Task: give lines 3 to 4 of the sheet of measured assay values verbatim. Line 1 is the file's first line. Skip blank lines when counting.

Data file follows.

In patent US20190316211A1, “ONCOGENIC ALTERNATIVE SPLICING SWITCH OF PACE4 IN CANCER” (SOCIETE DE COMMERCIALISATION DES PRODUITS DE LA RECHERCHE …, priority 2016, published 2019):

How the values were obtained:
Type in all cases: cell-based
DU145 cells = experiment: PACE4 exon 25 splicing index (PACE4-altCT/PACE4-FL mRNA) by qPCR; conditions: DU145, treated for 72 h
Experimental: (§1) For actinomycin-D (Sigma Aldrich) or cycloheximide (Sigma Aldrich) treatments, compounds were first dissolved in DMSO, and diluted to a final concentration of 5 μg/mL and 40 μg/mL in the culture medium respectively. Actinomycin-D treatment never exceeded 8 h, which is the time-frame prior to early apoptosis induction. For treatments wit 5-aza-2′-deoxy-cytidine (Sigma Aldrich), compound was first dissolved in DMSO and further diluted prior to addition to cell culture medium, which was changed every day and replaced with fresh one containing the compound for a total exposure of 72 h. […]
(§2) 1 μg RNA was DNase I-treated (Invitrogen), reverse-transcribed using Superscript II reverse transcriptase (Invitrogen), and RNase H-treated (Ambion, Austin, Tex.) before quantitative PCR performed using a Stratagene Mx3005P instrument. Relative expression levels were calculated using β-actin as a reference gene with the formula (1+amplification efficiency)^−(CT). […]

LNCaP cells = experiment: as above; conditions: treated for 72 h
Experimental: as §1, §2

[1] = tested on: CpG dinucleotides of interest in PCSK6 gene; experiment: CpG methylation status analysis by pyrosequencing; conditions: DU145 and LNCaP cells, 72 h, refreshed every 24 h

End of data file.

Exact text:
Type in all cases: cell-based
DU145 cells = experiment: PACE4 exon 25 splicing index (PACE4-altCT/PACE4-FL mRNA) by qPCR; conditions: DU145, treated for 72 h